In his bioethics blog last week, Udo Schuklenk (joint editor-in-chief of the important journal Bioethics) published some of the most sensible words written by anyone so far about the human cloning debate. He begins with the uncompromising - but clearly correct - claim that, "The reproductive cloning debate was undoubtedly 'won' by Luddites."
Schuklenk examines slippery slope arguments against therapeutic cloning research and notes that the bioconservatives offer something like this: "if we permitted therapeutic cloning research we would slide down the slippery slope to the reproductive cloning of human beings."
He sees two problems with this argument: first, there is no straightforward slippery slope; second, there are no serious reasons against reproductive cloning in any event. He does make the legitimate point that reproductive cloning is not a high research priority in a world with a terrible global disease burden and many orphans needing care. Against that background, he suggests, there may even be something "obscene" about a pre-occupation with having our "own" genetically linked kids. But he is firm that that is not a reason to prohibit reproductive cloning.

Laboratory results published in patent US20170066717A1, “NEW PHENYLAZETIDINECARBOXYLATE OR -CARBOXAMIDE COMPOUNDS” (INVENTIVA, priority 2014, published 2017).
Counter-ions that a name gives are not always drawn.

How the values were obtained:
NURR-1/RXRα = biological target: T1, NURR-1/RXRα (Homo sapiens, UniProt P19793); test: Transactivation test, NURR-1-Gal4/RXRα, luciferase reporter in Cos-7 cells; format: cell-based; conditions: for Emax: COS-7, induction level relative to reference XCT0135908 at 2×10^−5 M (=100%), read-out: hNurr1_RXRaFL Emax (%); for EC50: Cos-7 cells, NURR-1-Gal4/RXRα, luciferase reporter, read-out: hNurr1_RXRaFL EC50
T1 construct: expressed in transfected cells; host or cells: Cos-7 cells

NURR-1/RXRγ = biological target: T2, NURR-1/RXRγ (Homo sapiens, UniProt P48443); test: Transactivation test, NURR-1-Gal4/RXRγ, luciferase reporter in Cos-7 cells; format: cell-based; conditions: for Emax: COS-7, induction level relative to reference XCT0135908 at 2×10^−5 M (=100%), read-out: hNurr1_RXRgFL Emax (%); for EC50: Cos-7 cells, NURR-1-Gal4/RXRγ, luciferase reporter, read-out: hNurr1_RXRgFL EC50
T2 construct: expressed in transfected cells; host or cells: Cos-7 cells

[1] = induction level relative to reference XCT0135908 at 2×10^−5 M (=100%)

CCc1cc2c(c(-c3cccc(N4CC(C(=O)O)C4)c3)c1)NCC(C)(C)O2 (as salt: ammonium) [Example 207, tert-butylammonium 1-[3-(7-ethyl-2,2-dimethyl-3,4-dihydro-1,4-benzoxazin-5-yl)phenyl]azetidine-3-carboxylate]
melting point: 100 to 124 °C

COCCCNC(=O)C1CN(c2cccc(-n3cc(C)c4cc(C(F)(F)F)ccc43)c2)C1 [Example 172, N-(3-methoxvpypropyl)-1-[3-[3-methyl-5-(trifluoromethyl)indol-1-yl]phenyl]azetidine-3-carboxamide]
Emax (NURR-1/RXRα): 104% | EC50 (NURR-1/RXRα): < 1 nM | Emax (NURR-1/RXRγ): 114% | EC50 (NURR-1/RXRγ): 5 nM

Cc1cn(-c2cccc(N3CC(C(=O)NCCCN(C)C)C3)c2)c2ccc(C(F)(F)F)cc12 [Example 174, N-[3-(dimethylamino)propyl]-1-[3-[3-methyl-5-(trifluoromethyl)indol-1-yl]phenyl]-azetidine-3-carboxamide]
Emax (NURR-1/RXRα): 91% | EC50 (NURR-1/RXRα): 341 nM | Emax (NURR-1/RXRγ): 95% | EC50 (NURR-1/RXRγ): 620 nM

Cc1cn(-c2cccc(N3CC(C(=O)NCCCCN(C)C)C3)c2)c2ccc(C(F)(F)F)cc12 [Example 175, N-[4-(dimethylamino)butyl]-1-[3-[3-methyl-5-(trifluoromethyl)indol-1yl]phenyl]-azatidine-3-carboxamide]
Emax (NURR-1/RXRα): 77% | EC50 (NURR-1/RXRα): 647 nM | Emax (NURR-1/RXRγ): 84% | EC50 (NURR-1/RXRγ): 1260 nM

These wise comments from a bioethicist of Schuklenk's stature come as a relief. I sometimes feel like a voice in the wilderness whenever I make similar points. However, the very prominent American Journal of Bioethics has recently published an article by me in which I make them in a place that is far from being the wilderness of academic bioethics - so the message is getting out at last.
In "Slippery Slopes to Slippery Slopes: Therapeutic Cloning and the Criminal Law", American Journal of Bioethics 7, 2 (February 2007), pp. 63-64, I emphasise that slippery slope arguments have to end somewhere - they need to identify some truly horrible place where we will end up if we embark on the slope and explain why we'll be unable to avoid arriving there. Opponents of therapeutic cloning, and reproductive cloning if it comes to that, have manifestly failed in their arguments.
Yes, all over the world Luddites have been tending to win the policy debates, but they have lost the intellectual debate, as shown by their inability to win over people of Schuklenk's repute. Those of us who are not enamoured of neo-Luddism must keep expressing the dissenting position with clear, sound arguments. In the short term, reasonable views may not prevail politically - if I may be permitted an understatement - but they are a resource laid up for the future. Let the record show that we did dissent from the ongoing moral panic about human cloning, and let it demonstrate that we were right when we did so.